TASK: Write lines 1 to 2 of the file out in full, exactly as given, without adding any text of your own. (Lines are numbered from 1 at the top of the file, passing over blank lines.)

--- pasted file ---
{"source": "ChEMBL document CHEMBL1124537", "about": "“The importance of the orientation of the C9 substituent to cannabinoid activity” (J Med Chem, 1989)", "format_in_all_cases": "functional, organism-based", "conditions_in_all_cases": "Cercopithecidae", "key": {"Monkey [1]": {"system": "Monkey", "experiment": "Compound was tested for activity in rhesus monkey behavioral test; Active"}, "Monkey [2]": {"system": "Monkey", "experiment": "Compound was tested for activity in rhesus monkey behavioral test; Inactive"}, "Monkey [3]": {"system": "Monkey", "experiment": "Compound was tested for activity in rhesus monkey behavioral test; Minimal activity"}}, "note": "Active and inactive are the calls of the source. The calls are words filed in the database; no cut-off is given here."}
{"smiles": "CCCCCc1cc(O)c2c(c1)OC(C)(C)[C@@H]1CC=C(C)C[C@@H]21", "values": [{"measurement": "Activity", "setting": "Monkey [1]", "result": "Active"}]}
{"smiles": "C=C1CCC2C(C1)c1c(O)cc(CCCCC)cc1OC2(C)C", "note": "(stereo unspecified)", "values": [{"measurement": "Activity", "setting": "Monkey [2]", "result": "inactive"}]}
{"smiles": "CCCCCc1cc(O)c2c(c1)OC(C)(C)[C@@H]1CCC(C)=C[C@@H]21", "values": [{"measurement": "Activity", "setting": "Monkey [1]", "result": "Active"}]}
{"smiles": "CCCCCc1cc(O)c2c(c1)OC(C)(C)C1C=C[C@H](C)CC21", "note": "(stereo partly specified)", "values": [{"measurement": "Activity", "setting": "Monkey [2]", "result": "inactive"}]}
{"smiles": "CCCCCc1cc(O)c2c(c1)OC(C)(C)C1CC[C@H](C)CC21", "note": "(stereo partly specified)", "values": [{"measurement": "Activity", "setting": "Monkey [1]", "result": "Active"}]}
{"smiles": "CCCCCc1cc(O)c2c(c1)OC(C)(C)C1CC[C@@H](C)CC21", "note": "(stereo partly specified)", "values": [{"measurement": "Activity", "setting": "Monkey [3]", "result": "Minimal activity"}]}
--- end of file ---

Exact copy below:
{"source": "ChEMBL document CHEMBL1124537", "about": "“The importance of the orientation of the C9 substituent to cannabinoid activity” (J Med Chem, 1989)", "format_in_all_cases": "functional, organism-based", "conditions_in_all_cases": "Cercopithecidae", "key": {"Monkey [1]": {"system": "Monkey", "experiment": "Compound was tested for activity in rhesus monkey behavioral test; Active"}, "Monkey [2]": {"system": "Monkey", "experiment": "Compound was tested for activity in rhesus monkey behavioral test; Inactive"}, "Monkey [3]": {"system": "Monkey", "experiment": "Compound was tested for activity in rhesus monkey behavioral test; Minimal activity"}}, "note": "Active and inactive are the calls of the source. The calls are words filed in the database; no cut-off is given here."}
{"smiles": "CCCCCc1cc(O)c2c(c1)OC(C)(C)[C@@H]1CC=C(C)C[C@@H]21", "values": [{"measurement": "Activity", "setting": "Monkey [1]", "result": "Active"}]}